- Berkshire Garden Style
Berkshire Garden Style • Gardening In and Out of the Dirt
So it’s official! It’s been over a year since Morgan, our Berkshire Garden Style editor, and I began the blog writing journey. I’m always so excited to share with you each month my musings, my observations and my experiences of gardening - Berkshire style!
Staying true to my ethos of gardening with nature as both our backdrop and foundation, my recent interests continue to lie in the forest landscape. Forests are where we find mycelial activity and where the balance established here informs the wider landscape.
I’m still stuck on the topic of mushrooms and I’ve even delved into the world of culinary delights enjoying my foraged treasures of ‘chicken of the woods’, ‘lobster mushroom’, ‘lions’ mane’ and ‘black trumpet chanterelles’. When I think about eating mushrooms I mostly think about butter and I enjoyed these beauties lightly sauteed in plenty of butter.
Besides my kitchen endeavours, I’ve been watching the weather and the climate patterns in the garden. It’s mid-October (the 13th to be exact at the time of writing!) and still we have not yet had a frost. The dahlias are in full splendour, some things are entering dormancy while some random spring blooms are sprouting!
Everything is slowing but nothing is stopping quite yet. I want to stop. I’m ready for winter to come; I’m feeling the call of the fire, the long rests and short, quiet, uninterrupted days to do as I please - the space. I’m always reminded this time of year of my other home out West in Southern Coastal Oregon. It’s dark and green and wetter there. This time of year also reminds me of England which experiences this temperate weather many more months of the year than we do.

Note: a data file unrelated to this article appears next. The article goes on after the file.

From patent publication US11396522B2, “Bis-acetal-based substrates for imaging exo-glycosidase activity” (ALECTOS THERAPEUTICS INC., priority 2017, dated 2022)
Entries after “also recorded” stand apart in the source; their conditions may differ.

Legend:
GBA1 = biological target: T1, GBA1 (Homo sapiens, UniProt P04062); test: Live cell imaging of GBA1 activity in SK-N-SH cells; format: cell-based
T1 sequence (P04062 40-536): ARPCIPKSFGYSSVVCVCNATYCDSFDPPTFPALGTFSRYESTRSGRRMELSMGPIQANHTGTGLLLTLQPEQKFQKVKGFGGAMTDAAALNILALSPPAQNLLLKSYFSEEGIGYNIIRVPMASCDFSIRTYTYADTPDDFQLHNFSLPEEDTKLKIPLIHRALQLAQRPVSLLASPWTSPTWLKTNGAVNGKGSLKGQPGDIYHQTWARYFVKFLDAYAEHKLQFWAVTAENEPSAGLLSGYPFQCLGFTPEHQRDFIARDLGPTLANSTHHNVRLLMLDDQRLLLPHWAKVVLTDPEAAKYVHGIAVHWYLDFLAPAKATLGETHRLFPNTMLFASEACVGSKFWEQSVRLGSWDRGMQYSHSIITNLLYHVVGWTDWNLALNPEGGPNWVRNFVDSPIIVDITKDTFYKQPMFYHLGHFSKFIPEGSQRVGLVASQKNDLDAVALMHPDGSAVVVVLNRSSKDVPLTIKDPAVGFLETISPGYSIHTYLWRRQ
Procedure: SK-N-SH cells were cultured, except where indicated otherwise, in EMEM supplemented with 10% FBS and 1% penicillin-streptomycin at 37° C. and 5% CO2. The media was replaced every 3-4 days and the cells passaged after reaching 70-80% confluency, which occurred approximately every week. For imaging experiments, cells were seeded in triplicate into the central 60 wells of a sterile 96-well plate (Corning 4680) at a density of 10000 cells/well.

I’ve not been gardening much which is fine. Design, management, and consulting work have been keeping me on my clean toes. I haven’t had my hands in the dirt in several weeks until today when I got down and dirty with my garden team instructing them on the finer points of transplanting Lady’s Mantle and Peonies - herbaceous and tree-form.
In addition to all the Garden Boss work, I’ve been spending much time prepping for, and instructing the ornamental woody plants course at the Berkshire Botanical Gardens. I was struck last week, while the class stood outside, that in one direction if you look you see the cultivated skyline of the botanical garden and in the other direction you see the forest. It is the forest that captivates my interest mostly these days and my garden design work is becoming more nature inspired/modelled/informed than ever. It’s been great to seek and find inspiration in gardens out-with my own design lately and my teachings at the BBG give me a renewed sense of commitment to letting the environment inform my design choices.
Last week, I visited the gardens at Edith Wharton’s home - The Mount. I never took the chance to consider and reflect on this literary legend who resided in the Berkshires and was so inspired by the landscape. This visit also sparked a deeper interest in Wharton’s niece, Beatrix Ferrand, who was a trailblazer for women as landscape designers in America. Planning to spend more time in the gardens at The Mount! Stay tuned as we wrap down the season, turn our sights towards winter and begin planning for what’s next.